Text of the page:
There’s a thousand details I’m leaving out, the ones that would make the story so much more hilarious to those who know anything about hunting in the south, and how scrawny I was at that age. But, aside from being unable to sleep that night because Tim was also a legendarily horrific snorer, what I remember most is his unflinching gentleness. I kinda screwed up. I tried really hard not to, but I did. And Tim just laughed, and made me feel a lot better about the situation without an ounce of guilt or fear.

At that point in my life, I too was a button buck. I was tiptoeing up to the precipice of becoming a man. And Tim lead me lovingly out of the woods, to the edge of the clearing, and helped me find my own way. I was 16 when I left Alabama and moved to California with my mother and sister, to live in San Diego with my mother’s side of the family. My uncle Vance then unknowingly, but very perfectly, took over where Tim left off. After leaving Alabama, I wrote to Tim just a handful of times, and then got caught up in my own adult life and family. My trips back home were infrequent- too infrequent. The last time I saw Tim was when my grandmother, the family matriarch, passed away in 2001. We went to an incredibly good southern catfish restaurant with a bunch of family. I ate until I thought I might burst, and drank gallons of sweet tea. Tim and I talked a bunch and he smiled and laughed at my stories of life in San Diego, and made me feel like I was still somebody important to him.

The only photo I still have of Tim and I together is from his first wedding. His daughter Rebecca shared a pair of photos she found of Tim with my sister Mandy, Tim’s first son Truitte, and myself. These old photos and the semi-faded memories of the countless moments I spent with Tim will forever be the Tim I remember. I am heartbroken beyond measure by his passing, but I’m clinging to the belief that his recent struggles are over and he is at peace. He leaves a massive hole in the lives of those he touched. He was a true one-of-a-kind, in the best of possible ways.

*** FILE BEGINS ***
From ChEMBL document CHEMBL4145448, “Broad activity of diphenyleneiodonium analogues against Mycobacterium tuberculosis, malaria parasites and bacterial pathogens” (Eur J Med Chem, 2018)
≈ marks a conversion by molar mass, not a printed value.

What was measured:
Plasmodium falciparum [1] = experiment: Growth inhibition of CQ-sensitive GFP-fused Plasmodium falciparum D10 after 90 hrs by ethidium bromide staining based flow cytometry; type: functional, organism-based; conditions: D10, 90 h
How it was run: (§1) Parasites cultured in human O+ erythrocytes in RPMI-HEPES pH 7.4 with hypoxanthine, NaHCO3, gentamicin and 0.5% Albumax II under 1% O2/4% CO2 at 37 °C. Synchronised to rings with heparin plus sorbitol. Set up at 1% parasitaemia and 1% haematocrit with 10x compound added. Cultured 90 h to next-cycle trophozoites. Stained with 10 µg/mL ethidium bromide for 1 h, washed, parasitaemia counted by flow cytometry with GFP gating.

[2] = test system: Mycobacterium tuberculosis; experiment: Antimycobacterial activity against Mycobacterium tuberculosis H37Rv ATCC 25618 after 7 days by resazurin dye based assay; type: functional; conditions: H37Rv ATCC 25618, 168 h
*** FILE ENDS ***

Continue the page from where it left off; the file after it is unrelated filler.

And he’ll forever be my Uncle Tim.



Cold Fingers

January 18, 2021

Admittedly, we don’t really get a “winter,” here in San Diego, and as I type we’ve been on a recent heatwave with highs in the 80’s, with coastal temps in the 70’s. My friends in colder climes will certainly chastise me for attempting to wax poetically about winter cycling in any fashion, but I’m stubborn.

Even without genuinely colder temps at the moment, the early morning sunrises of winter fill me with floods of memories from decades of cycling. Growing up in Alabama, and then moving to San Diego in the late 80’s, early morning training rides were a huge staple for me. Into the early 90’s even, “cold” morning rides made up the majority of my riding.

I got into cycling and racing in the very early 80’s, growing up in a very small town in southern Alabama. I was still in middle school when the cycling addiction overtook me. For most of the early few years, my rides were largely after school and all day long on weekends. I rode, and rode, and rode … often with a close friend of mine, the two of us riding over 100 miles on our own and without our parents knowing. But as I got a little older, I began to add morning rides before school, usually just a quick 20 miles. Alabama is not known to be particularly frigid in the winter, but it gets plenty cold for a super scrawny kid with no winter cycling clothing. Usually it was just a long sleeve t-shirt under a jersey, and bare legs that turned blue in the cold. I can vividly remember seeing sunrises over farm lands and pecan orchards, as my teeth chattered … and the hot shower before school.